Grammar Tips: Direct Objects and Transitive and Intransitive Verbs
  • 4-minute read
  • 14th November 2022

Grammar Tips: Direct Objects and Transitive and Intransitive Verbs

In this article, we’ll explore direct objects and the type of verbs (transitive vs. intransitive) that they’re used with. We’ll also look at some examples of direct objects and how to identify when a verb is transitive or intransitive.

What’s a Direct Object?

In short, a direct object is the “what” or “whom” the verb is directed at. For example:

Laura wants pizza.

In this sentence, “pizza” is the direct object that Laura wants. What does Laura want? Pizza.

The direct object will always follow the verb in a sentence. It can be a noun or noun phrase.

Can you identify the direct object in the following sentences?

The man needs money.

What does the man need? Money.

The cat enjoys a warm place to sleep.

What does the cat enjoy? A warm place to sleep.

The teacher calls her friend after work to vent.

Whom does the teacher call? Her friend.

My dog prefers morning walks.

What does my dog prefer? Morning walks.

Transitive and Intransitive Verbs

Transitive Verbs

Direct objects only follow transitive verbs. Transitive verbs, such as the verbs used in the sentences above, are verbs that need a direct object to show who or what receives the action in a sentence. Without the direct object, the sentence is incomplete. Other verbs that can be used as transitive verbs include break, carry, change, define, describe, keep, leave, quit, remove, and so many more.

Intransitive Verbs

In contrast to transitive verbs intransitive verbs do not take an object. Here are some sentences using intransitive verbs:

The children laughed.

Sharks swim in the ocean.

The family smiled in the photo.

The man ran.

Unfortunately, the woman died.

In these sentences, either the intransitive verb has no information following it because it is a complete stand-alone sentence, such as “The children laughed” and “The man ran,” or it is followed by an adverb or a prepositional or other phrase to give more information or detail about the sentence. In the example, “The family smiled in the photo,” “in the photo” is the prepositional phrase giving more information. If we remove the prepositional phrase, “The family smiled” is still a complete sentence.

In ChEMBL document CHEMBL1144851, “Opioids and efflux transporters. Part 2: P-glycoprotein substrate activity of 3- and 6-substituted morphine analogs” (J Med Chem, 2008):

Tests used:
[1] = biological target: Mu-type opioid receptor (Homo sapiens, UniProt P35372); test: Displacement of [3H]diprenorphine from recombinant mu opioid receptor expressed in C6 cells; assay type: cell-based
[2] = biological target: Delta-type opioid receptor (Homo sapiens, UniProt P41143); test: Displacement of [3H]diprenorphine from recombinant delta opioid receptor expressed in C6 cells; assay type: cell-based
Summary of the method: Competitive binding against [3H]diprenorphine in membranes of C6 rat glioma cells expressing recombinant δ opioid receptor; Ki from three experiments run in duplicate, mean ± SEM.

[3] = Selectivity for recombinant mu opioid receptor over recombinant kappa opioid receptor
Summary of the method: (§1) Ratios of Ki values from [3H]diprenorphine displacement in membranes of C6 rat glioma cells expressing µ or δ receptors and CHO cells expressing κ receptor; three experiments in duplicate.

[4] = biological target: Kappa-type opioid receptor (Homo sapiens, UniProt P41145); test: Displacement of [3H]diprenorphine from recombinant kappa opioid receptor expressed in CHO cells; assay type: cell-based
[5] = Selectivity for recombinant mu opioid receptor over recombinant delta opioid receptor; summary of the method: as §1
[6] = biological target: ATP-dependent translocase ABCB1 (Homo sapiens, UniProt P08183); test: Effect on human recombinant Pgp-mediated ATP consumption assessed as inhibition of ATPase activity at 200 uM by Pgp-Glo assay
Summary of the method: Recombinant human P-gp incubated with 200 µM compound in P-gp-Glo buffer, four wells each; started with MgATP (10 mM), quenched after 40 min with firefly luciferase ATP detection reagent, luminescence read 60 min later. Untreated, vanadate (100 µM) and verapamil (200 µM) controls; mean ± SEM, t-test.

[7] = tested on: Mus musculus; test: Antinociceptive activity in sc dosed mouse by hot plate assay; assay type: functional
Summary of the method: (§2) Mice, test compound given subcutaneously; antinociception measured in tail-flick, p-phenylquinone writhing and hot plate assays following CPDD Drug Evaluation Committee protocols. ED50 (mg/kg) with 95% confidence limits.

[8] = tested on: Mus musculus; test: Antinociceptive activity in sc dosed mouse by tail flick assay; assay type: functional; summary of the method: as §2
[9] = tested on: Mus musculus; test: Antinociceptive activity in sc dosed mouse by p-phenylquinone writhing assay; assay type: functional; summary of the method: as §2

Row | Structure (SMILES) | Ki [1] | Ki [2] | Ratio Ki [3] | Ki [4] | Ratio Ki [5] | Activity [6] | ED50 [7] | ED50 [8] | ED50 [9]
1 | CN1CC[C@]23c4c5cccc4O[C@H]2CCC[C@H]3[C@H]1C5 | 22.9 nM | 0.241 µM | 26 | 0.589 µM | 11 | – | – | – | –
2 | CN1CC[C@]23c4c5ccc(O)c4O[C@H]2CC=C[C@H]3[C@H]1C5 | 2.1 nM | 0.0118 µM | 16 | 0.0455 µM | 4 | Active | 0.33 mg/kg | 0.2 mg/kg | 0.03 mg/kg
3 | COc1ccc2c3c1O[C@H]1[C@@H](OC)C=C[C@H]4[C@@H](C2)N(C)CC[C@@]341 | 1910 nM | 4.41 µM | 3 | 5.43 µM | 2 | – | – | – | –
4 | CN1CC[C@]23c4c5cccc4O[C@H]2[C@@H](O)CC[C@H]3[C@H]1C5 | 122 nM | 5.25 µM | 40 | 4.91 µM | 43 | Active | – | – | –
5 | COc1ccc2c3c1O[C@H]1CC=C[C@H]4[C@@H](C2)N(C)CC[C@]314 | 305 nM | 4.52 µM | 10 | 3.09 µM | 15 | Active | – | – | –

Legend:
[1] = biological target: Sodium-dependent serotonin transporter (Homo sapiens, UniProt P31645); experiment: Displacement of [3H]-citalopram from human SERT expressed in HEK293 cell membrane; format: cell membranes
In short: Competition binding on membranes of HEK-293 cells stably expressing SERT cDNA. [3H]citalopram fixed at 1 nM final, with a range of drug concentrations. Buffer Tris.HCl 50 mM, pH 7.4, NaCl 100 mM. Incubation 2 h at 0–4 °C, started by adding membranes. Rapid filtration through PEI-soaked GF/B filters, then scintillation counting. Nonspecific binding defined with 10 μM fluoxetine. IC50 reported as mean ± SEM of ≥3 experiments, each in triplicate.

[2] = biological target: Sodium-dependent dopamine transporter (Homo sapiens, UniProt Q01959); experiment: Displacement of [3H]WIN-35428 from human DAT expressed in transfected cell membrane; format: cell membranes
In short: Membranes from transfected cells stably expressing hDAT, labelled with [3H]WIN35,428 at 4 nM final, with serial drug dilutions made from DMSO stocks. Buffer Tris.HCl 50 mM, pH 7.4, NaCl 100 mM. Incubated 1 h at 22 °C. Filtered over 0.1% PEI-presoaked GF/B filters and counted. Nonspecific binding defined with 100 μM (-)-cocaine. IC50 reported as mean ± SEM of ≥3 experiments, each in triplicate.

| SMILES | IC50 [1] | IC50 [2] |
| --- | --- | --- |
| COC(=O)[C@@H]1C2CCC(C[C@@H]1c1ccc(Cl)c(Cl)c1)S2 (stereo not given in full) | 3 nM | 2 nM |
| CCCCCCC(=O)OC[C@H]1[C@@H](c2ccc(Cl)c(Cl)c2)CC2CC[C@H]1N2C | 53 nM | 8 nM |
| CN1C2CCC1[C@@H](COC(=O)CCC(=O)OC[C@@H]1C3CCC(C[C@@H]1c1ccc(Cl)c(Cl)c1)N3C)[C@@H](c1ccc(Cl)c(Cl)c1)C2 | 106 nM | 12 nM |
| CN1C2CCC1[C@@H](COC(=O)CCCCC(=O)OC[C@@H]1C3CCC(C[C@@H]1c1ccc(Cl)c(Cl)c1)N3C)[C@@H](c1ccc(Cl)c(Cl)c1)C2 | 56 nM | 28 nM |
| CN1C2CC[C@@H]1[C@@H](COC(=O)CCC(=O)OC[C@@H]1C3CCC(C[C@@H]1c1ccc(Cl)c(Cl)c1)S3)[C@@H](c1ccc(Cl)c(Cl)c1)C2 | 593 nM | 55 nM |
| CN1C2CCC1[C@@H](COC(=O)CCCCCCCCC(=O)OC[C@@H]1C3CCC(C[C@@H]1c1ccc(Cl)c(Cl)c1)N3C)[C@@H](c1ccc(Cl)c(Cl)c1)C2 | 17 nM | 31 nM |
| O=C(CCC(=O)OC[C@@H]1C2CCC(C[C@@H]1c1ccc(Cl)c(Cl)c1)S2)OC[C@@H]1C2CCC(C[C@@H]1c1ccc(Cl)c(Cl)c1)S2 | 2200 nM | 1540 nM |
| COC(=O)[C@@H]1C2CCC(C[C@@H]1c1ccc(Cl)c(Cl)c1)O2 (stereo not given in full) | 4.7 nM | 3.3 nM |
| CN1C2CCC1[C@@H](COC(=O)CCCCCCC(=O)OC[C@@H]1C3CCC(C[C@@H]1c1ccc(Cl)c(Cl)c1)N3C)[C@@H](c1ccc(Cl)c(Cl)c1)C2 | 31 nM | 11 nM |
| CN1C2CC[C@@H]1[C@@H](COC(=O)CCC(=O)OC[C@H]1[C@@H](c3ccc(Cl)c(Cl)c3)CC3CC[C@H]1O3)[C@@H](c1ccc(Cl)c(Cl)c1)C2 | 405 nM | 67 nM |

Examples of verbs that are mostly used as intransitive verbs include walk, arrive, and laugh.

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The woman is walking around the neighborhood.
The woman is walking the neighborhood.
The woman is walking.


The students arrived at 7 o’clock in the morning for school.
The students arrived 7 o’clock.
The students arrived.


I laughed at my friend’s joke.
I laughed the joke.
I laughed.

Verbs That Are Both Transitive and Intransitive

Some verbs can be transitive or intransitive, depending on how they are used. Examples include eat, continue, play, return, and grow. Here are some sentences showing how they can be used transitively and intransitively:

The man eats a hamburger.

What does the man eat? A hamburger. Therefore, “eats” is a transitive verb in this sentence.

The man eats quickly.

Here, we cannot answer “what” or “whom” the man eats, so “eats” is an intransitive verb followed by an adverb, “quickly,” describing how he is eating.

My manager will continue the meeting after 1 o’clock.

What will my manager continue? The meeting. In this example, “continue” is a transitive verb.

We will continue later today.

Here, we cannot answer “what” or “whom” is being continued, so we know that “continue” is being used as an intransitive verb. We also know that “continue” is intransitive because “We will continue” is a complete sentence, and “later today” is a phrase giving more details.

My neighbor grows beautiful tomatoes.

What does my neighbor grow? Beautiful tomatoes. Therefore, “grows” is transitive in this example.

The baby birds in the tree are growing so fast.

Here, we cannot answer “what” or “whom” the baby birds are growing, so we know that “growing” is an intransitive verb in this sentence.


If you’re unsure whether or not you can follow a verb with a direct object, always ask yourself “what” or “whom” is the verb acting on. If you can’t answer this, then you can’t follow the verb with a direct object.

If you’re struggling with direct objects, verbs, or other English grammar rules in your writing, let us help you. Check out our common writing errors guide for expert guidance from our editors, or we’ll even proofread your first 500 words for free!

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